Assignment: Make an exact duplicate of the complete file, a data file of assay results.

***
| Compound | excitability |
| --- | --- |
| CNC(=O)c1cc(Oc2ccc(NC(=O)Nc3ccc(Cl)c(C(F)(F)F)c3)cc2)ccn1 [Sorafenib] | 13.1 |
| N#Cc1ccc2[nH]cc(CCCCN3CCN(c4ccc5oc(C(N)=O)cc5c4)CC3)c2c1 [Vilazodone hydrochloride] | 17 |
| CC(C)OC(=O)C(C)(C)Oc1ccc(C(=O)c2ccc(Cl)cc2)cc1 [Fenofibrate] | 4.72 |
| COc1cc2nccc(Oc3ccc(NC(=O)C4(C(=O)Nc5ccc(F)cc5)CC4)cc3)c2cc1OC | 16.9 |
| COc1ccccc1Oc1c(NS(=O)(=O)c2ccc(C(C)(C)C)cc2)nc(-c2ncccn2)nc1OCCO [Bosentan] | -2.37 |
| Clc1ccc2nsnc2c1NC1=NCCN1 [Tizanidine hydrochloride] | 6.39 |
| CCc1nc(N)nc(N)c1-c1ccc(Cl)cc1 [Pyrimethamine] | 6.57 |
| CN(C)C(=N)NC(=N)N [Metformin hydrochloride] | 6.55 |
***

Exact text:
| Compound | excitability |
| --- | --- |
| CNC(=O)c1cc(Oc2ccc(NC(=O)Nc3ccc(Cl)c(C(F)(F)F)c3)cc2)ccn1 [Sorafenib] | 13.1 |
| N#Cc1ccc2[nH]cc(CCCCN3CCN(c4ccc5oc(C(N)=O)cc5c4)CC3)c2c1 [Vilazodone hydrochloride] | 17 |
| CC(C)OC(=O)C(C)(C)Oc1ccc(C(=O)c2ccc(Cl)cc2)cc1 [Fenofibrate] | 4.72 |
| COc1cc2nccc(Oc3ccc(NC(=O)C4(C(=O)Nc5ccc(F)cc5)CC4)cc3)c2cc1OC | 16.9 |
| COc1ccccc1Oc1c(NS(=O)(=O)c2ccc(C(C)(C)C)cc2)nc(-c2ncccn2)nc1OCCO [Bosentan] | -2.37 |
| Clc1ccc2nsnc2c1NC1=NCCN1 [Tizanidine hydrochloride] | 6.39 |
| CCc1nc(N)nc(N)c1-c1ccc(Cl)cc1 [Pyrimethamine] | 6.57 |
| CN(C)C(=N)NC(=N)N [Metformin hydrochloride] | 6.55 |